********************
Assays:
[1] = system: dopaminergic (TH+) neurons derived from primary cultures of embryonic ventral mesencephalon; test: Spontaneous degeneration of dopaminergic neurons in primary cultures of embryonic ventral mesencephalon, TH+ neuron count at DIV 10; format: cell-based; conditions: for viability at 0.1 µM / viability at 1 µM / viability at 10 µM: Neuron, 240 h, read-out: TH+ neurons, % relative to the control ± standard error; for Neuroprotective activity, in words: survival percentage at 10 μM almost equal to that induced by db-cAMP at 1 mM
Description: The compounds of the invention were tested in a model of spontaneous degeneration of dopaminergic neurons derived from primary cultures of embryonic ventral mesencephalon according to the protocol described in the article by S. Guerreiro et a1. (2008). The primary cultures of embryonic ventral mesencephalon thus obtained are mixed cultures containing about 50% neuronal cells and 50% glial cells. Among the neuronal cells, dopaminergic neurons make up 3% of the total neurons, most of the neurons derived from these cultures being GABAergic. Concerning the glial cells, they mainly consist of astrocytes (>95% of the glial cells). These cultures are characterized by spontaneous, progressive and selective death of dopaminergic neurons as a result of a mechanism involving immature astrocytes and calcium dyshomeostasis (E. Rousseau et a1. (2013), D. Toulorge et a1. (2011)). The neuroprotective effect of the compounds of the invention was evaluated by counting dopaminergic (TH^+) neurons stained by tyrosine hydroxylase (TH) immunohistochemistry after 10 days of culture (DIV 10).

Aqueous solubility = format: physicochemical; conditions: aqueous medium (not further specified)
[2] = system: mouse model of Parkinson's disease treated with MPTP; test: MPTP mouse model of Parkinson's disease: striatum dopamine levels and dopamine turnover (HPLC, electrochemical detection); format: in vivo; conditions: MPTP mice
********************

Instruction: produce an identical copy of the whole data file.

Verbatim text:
Assays:
[1] = system: dopaminergic (TH+) neurons derived from primary cultures of embryonic ventral mesencephalon; test: Spontaneous degeneration of dopaminergic neurons in primary cultures of embryonic ventral mesencephalon, TH+ neuron count at DIV 10; format: cell-based; conditions: for viability at 0.1 µM / viability at 1 µM / viability at 10 µM: Neuron, 240 h, read-out: TH+ neurons, % relative to the control ± standard error; for Neuroprotective activity, in words: survival percentage at 10 μM almost equal to that induced by db-cAMP at 1 mM
Description: The compounds of the invention were tested in a model of spontaneous degeneration of dopaminergic neurons derived from primary cultures of embryonic ventral mesencephalon according to the protocol described in the article by S. Guerreiro et a1. (2008). The primary cultures of embryonic ventral mesencephalon thus obtained are mixed cultures containing about 50% neuronal cells and 50% glial cells. Among the neuronal cells, dopaminergic neurons make up 3% of the total neurons, most of the neurons derived from these cultures being GABAergic. Concerning the glial cells, they mainly consist of astrocytes (>95% of the glial cells). These cultures are characterized by spontaneous, progressive and selective death of dopaminergic neurons as a result of a mechanism involving immature astrocytes and calcium dyshomeostasis (E. Rousseau et a1. (2013), D. Toulorge et a1. (2011)). The neuroprotective effect of the compounds of the invention was evaluated by counting dopaminergic (TH^+) neurons stained by tyrosine hydroxylase (TH) immunohistochemistry after 10 days of culture (DIV 10).

Aqueous solubility = format: physicochemical; conditions: aqueous medium (not further specified)
[2] = system: mouse model of Parkinson's disease treated with MPTP; test: MPTP mouse model of Parkinson's disease: striatum dopamine levels and dopamine turnover (HPLC, electrochemical detection); format: in vivo; conditions: MPTP mice